|Review: U.D.O. - Decadent|
Label: AFM Records
Year released: 2015
Genre: Heavy Metal
Review online: April 2, 2015
Reviewed by: MetalMike
Rated 4.43/5 (88.57%) (7 Votes)
Decadent is album #15 (you read that right) from former Accept shouter Udo Dirkschneider's eponymous band and it is easily the best one in a long time. I've read a few reports over the years where Dirkschneider is quoted as saying he doesn't think much of the current incarnation of his former band. Accuracy of those reports aside, anyone who has followed U.D.O. knows that their music is only marginally similar to that of the heyday of Accept. It has always had a more "hard rock" vibe, less bombast and a penchant for experimenting with styles that you never heard from Accept. Whether he likes the new Accept or not, one listen to Decadent is enough to plainly see that what they've been doing on albums like Blood of the Nations and Blind Rage has not gone unnoticed by their former front man.
Decadent opens with a typical U.D.O. up-tempo anthem in "Speeder" but then shades of Accept start to fly from the speakers. "Decadent" features the same style of simmering verses and bass-only bridge as "Balls to the Wall," "Pain" has some of the best dual-guitar riffing and soloing the U.D.O. band has ever had and is reminiscent of classic Accept tracks like "Losing More Than You've Ever Had" and "Under Your Skin" rolls down the tracks in "Fast as a Shark," runaway train fashion. Similarities don't stop there. "Breathless" makes me think of "Metal Heart" and he even tries to recapture some of the magic that made ballads like "Princess of the Dawn" and "Winter Dreams" so beautiful yet heavy on songs like "Secrets in Paradise" and "Words in Flame," though success in this endeavor is limited. Decadent isn't all about classic Accept and the vocal experimentation of past efforts is in full force on "Mystery." I give Dirkschneider credit for trying to do something different but the stuff he does to his voice on this song is nearly unlistenable. Can't win 'em all.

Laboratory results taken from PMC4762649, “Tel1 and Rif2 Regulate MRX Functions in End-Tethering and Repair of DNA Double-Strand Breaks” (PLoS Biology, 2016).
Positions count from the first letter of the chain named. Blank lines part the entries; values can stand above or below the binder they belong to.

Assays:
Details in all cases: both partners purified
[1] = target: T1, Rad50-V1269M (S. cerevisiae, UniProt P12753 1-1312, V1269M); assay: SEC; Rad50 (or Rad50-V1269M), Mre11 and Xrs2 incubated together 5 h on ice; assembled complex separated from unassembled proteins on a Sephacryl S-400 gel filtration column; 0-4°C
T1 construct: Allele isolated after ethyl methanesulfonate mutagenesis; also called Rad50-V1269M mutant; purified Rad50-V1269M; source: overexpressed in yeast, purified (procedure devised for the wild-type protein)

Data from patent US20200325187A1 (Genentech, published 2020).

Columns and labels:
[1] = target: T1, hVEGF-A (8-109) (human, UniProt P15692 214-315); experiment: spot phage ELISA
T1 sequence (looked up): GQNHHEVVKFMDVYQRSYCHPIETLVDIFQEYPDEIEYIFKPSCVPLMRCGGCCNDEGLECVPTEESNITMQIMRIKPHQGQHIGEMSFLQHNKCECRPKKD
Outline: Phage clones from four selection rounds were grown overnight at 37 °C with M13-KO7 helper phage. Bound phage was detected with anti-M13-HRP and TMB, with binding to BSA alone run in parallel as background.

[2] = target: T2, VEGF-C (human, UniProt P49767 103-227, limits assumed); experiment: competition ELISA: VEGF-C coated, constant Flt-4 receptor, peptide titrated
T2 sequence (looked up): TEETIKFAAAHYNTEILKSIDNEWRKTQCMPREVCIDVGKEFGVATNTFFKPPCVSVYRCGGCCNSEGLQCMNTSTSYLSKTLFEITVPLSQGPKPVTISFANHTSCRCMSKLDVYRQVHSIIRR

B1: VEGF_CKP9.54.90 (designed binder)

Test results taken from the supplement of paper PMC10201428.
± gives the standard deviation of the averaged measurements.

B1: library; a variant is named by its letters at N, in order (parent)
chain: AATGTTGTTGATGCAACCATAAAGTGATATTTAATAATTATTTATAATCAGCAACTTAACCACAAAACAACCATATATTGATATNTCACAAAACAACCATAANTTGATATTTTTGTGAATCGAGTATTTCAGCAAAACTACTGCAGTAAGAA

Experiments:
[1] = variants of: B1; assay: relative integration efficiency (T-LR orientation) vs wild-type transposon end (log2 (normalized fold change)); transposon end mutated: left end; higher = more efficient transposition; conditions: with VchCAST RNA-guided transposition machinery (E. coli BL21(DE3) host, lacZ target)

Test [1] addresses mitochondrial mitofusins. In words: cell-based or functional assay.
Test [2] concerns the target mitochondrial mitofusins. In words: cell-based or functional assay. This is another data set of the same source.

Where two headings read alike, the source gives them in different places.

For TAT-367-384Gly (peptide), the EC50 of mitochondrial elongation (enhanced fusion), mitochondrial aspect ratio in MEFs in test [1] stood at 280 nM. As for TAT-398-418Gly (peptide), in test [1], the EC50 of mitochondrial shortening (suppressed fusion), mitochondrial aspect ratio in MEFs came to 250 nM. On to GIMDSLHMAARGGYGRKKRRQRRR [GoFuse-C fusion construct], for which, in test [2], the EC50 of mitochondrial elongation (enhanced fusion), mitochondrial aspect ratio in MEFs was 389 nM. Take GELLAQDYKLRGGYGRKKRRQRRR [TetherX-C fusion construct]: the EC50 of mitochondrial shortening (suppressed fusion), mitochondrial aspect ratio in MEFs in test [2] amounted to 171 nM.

Lest you think on Decadent U.D.O. is simply aping classic Accept, hold that thought. These songs are clearly inspired by past glories but for the most part they hold up as well-written, individual songs (except for the ballads, which kind of suck). Dirkschneider and crew have finally written an album that fans of classic Accept can get behind and hear what might have been had things not gone off the tracks in the late 80s and abominations like Eat the Heat allowed to come into existence. And it only took 15 albums to find the formula. Better late than never. If you've never bothered to check out U.D.O., this is the one to start with.
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